Contact your local Ombudsman’s Office – the patient advocate for the facilities. The involvment of the Ombudsman’s office in America is seen as a subsiduary, and not a primary course of action, when reporting suspected serious abuse. They tend to become involved if investigations by DHS and CCLD are the subject of unsatisfactory (to the complainant) outcomes. The UK Ombudsman will not investigate a complaint if it has proof, or infers that, the complaint is to take a legal course. That is, they do not involve themselves in a legal process which may result in a business interest being fined. They steer people toward complaining about failures in the UK healthcare system, and away from complaining about the system.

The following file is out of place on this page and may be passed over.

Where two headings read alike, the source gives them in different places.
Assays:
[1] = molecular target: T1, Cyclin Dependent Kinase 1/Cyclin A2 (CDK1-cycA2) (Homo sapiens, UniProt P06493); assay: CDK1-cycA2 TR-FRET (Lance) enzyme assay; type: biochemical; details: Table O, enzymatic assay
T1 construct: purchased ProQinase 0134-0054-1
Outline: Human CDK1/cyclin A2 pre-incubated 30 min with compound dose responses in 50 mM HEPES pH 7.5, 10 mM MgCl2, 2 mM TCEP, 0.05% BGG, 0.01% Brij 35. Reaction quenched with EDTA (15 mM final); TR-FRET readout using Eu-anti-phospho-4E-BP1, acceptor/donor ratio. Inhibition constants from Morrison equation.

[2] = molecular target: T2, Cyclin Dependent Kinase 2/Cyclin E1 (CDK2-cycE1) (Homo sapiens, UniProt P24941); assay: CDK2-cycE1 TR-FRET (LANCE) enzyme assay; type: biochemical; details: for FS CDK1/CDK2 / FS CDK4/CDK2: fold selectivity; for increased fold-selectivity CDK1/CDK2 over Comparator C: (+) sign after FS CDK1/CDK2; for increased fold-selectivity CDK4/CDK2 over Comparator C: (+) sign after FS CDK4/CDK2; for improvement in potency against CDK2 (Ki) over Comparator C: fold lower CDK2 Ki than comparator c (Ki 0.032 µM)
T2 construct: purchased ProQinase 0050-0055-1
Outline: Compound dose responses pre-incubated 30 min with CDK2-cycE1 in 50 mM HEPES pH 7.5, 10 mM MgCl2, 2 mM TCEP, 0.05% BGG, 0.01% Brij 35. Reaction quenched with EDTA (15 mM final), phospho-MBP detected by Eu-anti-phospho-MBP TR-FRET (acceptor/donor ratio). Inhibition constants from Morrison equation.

Despite clearly defined guidelines, the New York State Elder Abuse Prevalence Study (2011), found that for every case known to programs and agencies, 24 were unknown. This is because although the American Nurses Association (ANA) Code of Ethics for Nurses stipulates that nurses must act for the public benefit, whistleblowing about abuses in the nursing workplace can harm employment prospects. Also, given the severity of punishments in America, to both organisations and individuals involved in proven abuse, it may be that whilst the American system is like a shark with sharp teeth, because of this, fewer people are willing to throw a colleague or employer its way. The obvious solution to this problem is the mandatory instillation of cameras in all areas of all healthcare facilities. This meets with obvious opposition from care providers in the social care market, although the use of cameras is becoming more acceptable to regulators. Guidance for people who install hidden cameras to check on standards of their own or a relative’s care has been approved by the UK’s Care Quality Commission (CQC). The guidance is expected to be published in the new year. A BBC report (November 19, 2014), states: The care regulator says it neither encourages nor discourages camera use. It added that it does look at footage which is brought to its attention. Information is also being published for care providers on what they need to take into account if they are thinking of installing hidden or visible cameras in their homes … That hidden camera showed Yvonne calling for a nurse 321 times when she needed the toilet. It was over an hour before anyone came to check on her. Once the home was presented with that evidence change happened. “The information we will publish for providers makes clear the issues we expect them to take into account – for example, consulting with people using the services and staff – if they are considering installing hidden or public cameras”. Nadra Ahmed, chairman of the National Care Association, which represents care providers, said it was “quite sad” that covert surveillance was being discussed and it was “really disappointing” that the CQC had “pursued this course”. Of course, most employers would find mandatory cameras “really disappointing” – the would be able to record staff shortages. The point is, surely, change needs to happen. Healthcare businesses in America are also against the use of cameras in their facilities, disguising their real worry by claiming concern about the ethical issues surrounding the use of surveillance cameras.